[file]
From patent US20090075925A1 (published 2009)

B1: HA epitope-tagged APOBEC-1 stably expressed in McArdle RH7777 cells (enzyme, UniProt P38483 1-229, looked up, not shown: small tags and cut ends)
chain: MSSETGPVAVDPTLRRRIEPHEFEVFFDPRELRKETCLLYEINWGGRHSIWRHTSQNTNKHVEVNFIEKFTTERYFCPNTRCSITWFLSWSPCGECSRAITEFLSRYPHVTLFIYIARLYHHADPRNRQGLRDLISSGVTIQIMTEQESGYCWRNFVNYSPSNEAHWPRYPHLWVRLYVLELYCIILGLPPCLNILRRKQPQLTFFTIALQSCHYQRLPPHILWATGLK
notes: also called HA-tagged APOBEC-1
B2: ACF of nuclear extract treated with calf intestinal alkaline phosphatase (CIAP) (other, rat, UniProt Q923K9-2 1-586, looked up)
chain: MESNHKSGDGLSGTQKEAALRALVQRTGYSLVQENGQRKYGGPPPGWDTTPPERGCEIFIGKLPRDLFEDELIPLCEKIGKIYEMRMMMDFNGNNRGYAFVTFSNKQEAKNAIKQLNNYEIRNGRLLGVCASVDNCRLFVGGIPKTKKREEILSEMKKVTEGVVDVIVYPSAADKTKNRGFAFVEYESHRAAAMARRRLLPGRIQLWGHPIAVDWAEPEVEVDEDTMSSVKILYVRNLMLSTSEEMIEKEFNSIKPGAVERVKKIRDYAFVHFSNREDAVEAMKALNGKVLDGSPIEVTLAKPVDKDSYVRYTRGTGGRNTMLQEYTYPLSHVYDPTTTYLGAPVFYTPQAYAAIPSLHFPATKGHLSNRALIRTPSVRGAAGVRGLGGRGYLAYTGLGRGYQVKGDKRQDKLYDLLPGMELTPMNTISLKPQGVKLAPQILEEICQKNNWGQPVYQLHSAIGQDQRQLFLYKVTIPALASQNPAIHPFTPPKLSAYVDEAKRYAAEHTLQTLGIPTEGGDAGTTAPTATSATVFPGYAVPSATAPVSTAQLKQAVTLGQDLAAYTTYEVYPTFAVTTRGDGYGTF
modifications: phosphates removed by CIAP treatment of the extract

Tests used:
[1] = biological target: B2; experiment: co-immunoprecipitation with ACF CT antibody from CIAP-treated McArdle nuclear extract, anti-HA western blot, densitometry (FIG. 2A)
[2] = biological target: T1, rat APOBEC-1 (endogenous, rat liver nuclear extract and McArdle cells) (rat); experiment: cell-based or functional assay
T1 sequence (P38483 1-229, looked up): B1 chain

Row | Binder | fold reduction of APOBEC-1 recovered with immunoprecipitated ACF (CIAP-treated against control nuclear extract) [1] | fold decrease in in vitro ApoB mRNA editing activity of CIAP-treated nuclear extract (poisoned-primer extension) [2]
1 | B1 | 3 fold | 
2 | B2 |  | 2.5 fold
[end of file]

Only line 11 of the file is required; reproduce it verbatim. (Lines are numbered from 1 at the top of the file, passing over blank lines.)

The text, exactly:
T1 sequence (P38483 1-229, looked up): B1 chain